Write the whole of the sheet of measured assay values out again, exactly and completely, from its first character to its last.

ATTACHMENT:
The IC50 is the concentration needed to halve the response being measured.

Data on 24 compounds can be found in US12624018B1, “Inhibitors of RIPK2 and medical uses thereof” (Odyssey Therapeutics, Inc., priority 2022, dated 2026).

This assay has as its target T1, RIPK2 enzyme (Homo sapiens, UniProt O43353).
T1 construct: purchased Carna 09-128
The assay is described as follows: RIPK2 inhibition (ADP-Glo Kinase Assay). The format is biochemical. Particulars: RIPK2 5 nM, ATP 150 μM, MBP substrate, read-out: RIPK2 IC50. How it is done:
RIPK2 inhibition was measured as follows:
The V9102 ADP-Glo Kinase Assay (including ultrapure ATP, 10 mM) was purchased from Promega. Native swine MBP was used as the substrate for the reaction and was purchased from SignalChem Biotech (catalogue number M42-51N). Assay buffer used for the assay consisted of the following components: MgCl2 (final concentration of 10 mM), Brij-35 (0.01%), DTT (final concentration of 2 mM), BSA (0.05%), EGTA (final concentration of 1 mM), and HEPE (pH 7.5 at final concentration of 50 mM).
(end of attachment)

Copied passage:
The IC50 is the concentration needed to halve the response being measured.

Data on 24 compounds can be found in US12624018B1, “Inhibitors of RIPK2 and medical uses thereof” (Odyssey Therapeutics, Inc., priority 2022, dated 2026).

This assay has as its target T1, RIPK2 enzyme (Homo sapiens, UniProt O43353).
T1 construct: purchased Carna 09-128
The assay is described as follows: RIPK2 inhibition (ADP-Glo Kinase Assay). The format is biochemical. Particulars: RIPK2 5 nM, ATP 150 μM, MBP substrate, read-out: RIPK2 IC50. How it is done:
RIPK2 inhibition was measured as follows:
The V9102 ADP-Glo Kinase Assay (including ultrapure ATP, 10 mM) was purchased from Promega. Native swine MBP was used as the substrate for the reaction and was purchased from SignalChem Biotech (catalogue number M42-51N). Assay buffer used for the assay consisted of the following components: MgCl2 (final concentration of 10 mM), Brij-35 (0.01%), DTT (final concentration of 2 mM), BSA (0.05%), EGTA (final concentration of 1 mM), and HEPE (pH 7.5 at final concentration of 50 mM).